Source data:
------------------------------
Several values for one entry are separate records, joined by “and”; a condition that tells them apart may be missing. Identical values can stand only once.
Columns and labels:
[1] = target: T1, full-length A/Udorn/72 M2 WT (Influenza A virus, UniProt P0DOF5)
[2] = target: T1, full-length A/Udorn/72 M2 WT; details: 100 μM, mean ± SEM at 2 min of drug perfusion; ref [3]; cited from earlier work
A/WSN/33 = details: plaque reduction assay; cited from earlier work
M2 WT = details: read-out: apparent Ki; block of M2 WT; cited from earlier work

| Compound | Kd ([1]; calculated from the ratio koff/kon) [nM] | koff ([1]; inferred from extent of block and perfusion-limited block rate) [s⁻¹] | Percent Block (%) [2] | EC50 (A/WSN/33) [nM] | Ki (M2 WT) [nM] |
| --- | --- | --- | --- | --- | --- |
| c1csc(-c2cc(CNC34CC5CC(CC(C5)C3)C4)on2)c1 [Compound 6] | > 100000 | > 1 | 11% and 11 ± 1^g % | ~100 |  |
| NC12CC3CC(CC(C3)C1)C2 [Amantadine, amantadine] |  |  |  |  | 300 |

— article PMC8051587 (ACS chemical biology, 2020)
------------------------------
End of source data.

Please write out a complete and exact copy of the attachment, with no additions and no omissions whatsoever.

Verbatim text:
Several values for one entry are separate records, joined by “and”; a condition that tells them apart may be missing. Identical values can stand only once.
Columns and labels:
[1] = target: T1, full-length A/Udorn/72 M2 WT (Influenza A virus, UniProt P0DOF5)
[2] = target: T1, full-length A/Udorn/72 M2 WT; details: 100 μM, mean ± SEM at 2 min of drug perfusion; ref [3]; cited from earlier work
A/WSN/33 = details: plaque reduction assay; cited from earlier work
M2 WT = details: read-out: apparent Ki; block of M2 WT; cited from earlier work

| Compound | Kd ([1]; calculated from the ratio koff/kon) [nM] | koff ([1]; inferred from extent of block and perfusion-limited block rate) [s⁻¹] | Percent Block (%) [2] | EC50 (A/WSN/33) [nM] | Ki (M2 WT) [nM] |
| --- | --- | --- | --- | --- | --- |
| c1csc(-c2cc(CNC34CC5CC(CC(C5)C3)C4)on2)c1 [Compound 6] | > 100000 | > 1 | 11% and 11 ± 1^g % | ~100 |  |
| NC12CC3CC(CC(C3)C1)C2 [Amantadine, amantadine] |  |  |  |  | 300 |

— article PMC8051587 (ACS chemical biology, 2020)